Downtown Chula Vista
Downtown Chula Vista. Photo by Chris Stone

A new day is dawning in Chula Vista. Our current mayor is retiring after serving our community well, we’re transitioning from a pandemic to an endemic where businesses and schools will stay open, and we have a once-in-a-generation opportunity to rebuild our city stronger than ever with new leadership.

Like so many of us who grew up in Chula Vista, my story is shaped by people like you: A loving community of neighbors, teachers, community leaders, and family members who worked hard to give my generation a better life. My vision for Chula Vista comes from seeing our city through the eyes of working families, like mine.

I was born in East San Diego County and raised in Chula Vista by my mother, the child of Mexican immigrants. Growing up with a single parent, we lived on both sides of the 805, searching across West and East Chula Vista for housing we could afford. I worked as a janitor and groundskeeper at Eastlake Community Church while attending Eastlake High School to help make ends meet.

My mom and mentors inspired me to graduate from Southwestern College and San Diego State University, and pursue a life of service. What began as a community organizing job in Chula Vista turned into an opportunity that would change my life — working for President Barack Obama at the White House. After the White House, I served as an executive at the U.S. Hispanic Chamber of Commerce advocating for small businesses, and as a federal official at the U.S. Department of Labor serving working families like the ones I grew up with. 

It’s from this improbable journey, that I write to you today, humbly asking for your support as the next Mayor of our city.

As a third-generation Chula Vistan and small business owner, I’m offering new leadership for a city on the verge of new possibilities as we hopefully transition into a post-pandemic economy. A new bayfront development and new university that will unleash new industries, jobs, housing opportunities, and new revenue to invest in long-neglected services like our roads, public safety, schools, housing, homelessness and small businesses. 

Ammar Campa-Najjar with President Obama. Campaign photo

We won’t get there by recycling the same career politicians, who for decades, have failed to deliver long-overdue projects. We can’t wait 20 more years for these opportunities, we need a new mayor who has the energy to work hard, deliver results, and meet this moment with a vision to innovate and rejuvenate Chula Vista from Broadway to 3rd Avenue, Otay Ranch to Millenia, east to west of the 805.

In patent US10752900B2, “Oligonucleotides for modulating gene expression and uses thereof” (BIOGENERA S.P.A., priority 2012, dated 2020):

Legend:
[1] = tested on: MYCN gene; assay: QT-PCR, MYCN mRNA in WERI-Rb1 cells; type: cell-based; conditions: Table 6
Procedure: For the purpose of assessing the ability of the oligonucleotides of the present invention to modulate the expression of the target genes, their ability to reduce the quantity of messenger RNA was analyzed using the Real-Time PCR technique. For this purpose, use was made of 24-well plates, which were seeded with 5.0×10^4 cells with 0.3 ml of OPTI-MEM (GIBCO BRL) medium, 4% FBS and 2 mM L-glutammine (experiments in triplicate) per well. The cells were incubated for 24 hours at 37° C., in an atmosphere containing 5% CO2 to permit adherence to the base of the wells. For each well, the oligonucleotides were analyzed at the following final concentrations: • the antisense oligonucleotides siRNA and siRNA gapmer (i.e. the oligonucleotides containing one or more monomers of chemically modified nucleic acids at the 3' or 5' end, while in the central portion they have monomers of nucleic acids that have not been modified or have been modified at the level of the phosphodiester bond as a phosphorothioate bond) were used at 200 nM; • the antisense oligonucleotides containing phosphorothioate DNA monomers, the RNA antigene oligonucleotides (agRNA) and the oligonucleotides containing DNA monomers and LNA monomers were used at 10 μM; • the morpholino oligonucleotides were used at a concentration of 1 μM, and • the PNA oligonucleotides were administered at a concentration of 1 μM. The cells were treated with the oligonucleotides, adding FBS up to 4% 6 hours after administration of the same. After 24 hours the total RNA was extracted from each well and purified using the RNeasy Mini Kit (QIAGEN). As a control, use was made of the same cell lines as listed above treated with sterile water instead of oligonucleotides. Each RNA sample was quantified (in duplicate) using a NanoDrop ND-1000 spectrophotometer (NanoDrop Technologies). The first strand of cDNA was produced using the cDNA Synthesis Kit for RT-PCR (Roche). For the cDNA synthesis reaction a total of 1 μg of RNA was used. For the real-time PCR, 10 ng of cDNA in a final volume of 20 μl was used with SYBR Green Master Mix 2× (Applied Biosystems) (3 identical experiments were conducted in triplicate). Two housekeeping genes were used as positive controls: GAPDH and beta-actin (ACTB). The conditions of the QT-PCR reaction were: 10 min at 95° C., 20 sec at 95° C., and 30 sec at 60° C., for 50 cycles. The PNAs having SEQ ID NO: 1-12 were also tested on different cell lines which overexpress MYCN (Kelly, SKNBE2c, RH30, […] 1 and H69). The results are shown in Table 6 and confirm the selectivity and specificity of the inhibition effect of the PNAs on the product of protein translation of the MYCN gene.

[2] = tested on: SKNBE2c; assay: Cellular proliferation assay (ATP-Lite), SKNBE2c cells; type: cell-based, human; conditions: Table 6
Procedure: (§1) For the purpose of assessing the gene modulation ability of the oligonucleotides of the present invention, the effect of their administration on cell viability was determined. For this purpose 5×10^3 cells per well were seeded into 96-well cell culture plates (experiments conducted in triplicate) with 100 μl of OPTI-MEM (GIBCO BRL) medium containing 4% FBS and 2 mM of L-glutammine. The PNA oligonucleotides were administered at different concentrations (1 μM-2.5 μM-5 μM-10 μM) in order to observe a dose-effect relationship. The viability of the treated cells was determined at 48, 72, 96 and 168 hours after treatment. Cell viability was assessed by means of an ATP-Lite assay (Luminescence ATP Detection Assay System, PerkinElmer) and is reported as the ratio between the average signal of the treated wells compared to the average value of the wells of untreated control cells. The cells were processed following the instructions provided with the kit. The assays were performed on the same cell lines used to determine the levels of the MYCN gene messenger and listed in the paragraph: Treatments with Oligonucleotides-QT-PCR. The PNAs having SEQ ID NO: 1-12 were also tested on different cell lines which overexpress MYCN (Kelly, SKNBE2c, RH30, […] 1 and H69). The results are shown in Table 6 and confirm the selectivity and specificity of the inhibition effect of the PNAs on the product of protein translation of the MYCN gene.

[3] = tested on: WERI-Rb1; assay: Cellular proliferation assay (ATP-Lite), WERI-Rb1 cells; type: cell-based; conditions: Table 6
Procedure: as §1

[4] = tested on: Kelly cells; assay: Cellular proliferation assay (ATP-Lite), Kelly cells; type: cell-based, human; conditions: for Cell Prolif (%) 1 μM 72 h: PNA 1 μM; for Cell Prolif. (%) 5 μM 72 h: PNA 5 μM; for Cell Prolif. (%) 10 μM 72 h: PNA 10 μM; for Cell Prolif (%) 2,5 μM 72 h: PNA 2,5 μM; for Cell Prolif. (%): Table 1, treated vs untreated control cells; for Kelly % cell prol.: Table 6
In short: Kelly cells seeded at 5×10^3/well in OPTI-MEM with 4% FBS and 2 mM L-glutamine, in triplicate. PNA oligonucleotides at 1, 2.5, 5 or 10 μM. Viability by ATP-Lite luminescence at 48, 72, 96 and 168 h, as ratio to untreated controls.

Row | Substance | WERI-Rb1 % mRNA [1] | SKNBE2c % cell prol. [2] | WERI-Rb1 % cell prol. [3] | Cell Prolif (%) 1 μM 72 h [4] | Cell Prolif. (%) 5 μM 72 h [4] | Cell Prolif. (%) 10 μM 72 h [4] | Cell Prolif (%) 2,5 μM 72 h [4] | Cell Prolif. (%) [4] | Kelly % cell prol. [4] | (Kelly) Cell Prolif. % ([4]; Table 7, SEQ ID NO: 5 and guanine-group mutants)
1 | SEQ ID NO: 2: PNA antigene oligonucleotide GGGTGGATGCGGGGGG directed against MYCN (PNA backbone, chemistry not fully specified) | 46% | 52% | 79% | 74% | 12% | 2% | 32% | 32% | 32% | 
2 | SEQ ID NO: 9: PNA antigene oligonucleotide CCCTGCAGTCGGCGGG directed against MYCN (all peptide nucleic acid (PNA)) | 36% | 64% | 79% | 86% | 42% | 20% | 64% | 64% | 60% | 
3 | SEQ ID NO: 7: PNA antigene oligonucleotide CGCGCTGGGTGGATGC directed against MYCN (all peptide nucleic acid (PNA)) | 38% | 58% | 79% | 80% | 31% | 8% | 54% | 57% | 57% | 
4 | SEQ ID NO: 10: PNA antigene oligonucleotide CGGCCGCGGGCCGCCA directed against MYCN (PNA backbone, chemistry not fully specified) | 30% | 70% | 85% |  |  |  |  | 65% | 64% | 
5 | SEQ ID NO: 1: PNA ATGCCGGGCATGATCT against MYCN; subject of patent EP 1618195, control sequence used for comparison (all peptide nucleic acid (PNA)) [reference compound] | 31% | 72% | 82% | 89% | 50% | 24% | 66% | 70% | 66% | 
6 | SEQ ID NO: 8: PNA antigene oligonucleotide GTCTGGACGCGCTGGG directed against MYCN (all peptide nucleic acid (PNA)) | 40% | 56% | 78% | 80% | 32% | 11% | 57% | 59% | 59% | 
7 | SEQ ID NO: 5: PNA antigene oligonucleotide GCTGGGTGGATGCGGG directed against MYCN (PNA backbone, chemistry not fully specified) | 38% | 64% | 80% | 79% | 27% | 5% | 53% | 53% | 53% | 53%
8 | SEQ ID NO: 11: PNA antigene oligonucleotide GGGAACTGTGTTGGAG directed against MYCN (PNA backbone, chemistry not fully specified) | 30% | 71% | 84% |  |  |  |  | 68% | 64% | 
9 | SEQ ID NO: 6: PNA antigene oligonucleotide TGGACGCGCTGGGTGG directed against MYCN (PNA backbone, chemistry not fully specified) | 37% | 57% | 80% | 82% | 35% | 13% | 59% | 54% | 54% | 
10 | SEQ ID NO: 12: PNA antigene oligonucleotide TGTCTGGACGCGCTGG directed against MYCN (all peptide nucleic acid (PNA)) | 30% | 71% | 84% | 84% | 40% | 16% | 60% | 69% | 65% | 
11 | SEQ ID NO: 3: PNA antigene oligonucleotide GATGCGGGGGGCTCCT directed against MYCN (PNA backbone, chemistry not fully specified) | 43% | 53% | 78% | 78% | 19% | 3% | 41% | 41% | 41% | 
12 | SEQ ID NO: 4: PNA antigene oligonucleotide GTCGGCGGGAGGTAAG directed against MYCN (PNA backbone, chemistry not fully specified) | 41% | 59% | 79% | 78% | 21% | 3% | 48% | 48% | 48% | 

Chula Vista’s population is approaching 300,000, compared to San Diego’s nearly 1.5 million. Chula Vista city’s operating budget is $475 million a year, while San Diego City’s is $4.6 billion. Why does a city only five times our size have ten times the budget of our city? One big reason is that everyday, Chula Vistans commute to San Diego to work, shop, and dine.

We are a bedroom community with a housing problem, and an even bigger problem when it comes to keeping our residents spending dollars in Chula Vista — much less attracting the rest of the county to invest here. The daily drainage of sales tax from Chula Vista to San Diego is a big part of why we have a small city budget for our growing city, and why our City Manager projects our city will be millions of dollars in debt in the coming years.  

How do we get more Chula Vistans, and the region for that matter, to spend, shop and play in Chula Vista? Here’s part of my master plan to make Chula Vista a self-sustained city with the public amenities of a growing city with a small town heart: 

$1.3 Billion Bayfront Development 

The bayfront, if maximized properly, will revitalize West Chula Vista, boost local businesses with new customers from across the region, and serve as a launching pad for “blue tech” innovation and “new collar” jobs. I’d like to see us build out a wind-powered desalination plant to provide clean water and energy for residents that’s carbon and cost-neutral. 

And, without raising taxes, the economic activity generated by the bayfront will generate $11.5 million in annual revenue. This will enable our city to invest in long-neglected services to address homelessness, hiring the additional public safety personnel we desperately need, road repairs, youth services, and hiring full-time grant writers to help our city compete and secure outside funding for ambitious future projects such as a university, stadium, airport, high-speed rail, and other public amenities to make Chula Vista a bi-national, self-sustaining, neighborhood-focused city. 

South Bay University

A university in East Chula Vista’s Innovation District will create a pipeline of highly skilled talent, attract new industries, and provide research and development that will allow us to lead in a changing world. Imagine if our new university was on the front lines of addressing climate change by researching and developing studies and solutions to clean up the Tijuana River Valley, addressing trans-boundary air pollution, and expanding eco-friendly technology such as carbon capture, utilization and storage.

Bi-National, Cross-Border Commerce